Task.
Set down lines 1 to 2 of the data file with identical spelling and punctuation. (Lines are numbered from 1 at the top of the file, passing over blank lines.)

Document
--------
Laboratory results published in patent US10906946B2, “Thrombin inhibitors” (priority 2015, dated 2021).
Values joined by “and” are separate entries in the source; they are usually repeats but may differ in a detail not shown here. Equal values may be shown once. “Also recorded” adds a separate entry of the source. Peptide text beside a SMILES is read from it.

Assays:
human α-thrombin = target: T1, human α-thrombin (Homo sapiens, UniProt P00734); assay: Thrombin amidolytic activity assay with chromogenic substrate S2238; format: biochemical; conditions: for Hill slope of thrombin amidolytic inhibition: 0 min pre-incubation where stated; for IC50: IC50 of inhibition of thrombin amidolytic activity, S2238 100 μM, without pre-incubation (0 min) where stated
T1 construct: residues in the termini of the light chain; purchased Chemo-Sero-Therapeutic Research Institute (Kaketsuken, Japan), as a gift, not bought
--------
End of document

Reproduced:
Laboratory results published in patent US10906946B2, “Thrombin inhibitors” (priority 2015, dated 2021).
Values joined by “and” are separate entries in the source; they are usually repeats but may differ in a detail not shown here. Equal values may be shown once. “Also recorded” adds a separate entry of the source. Peptide text beside a SMILES is read from it.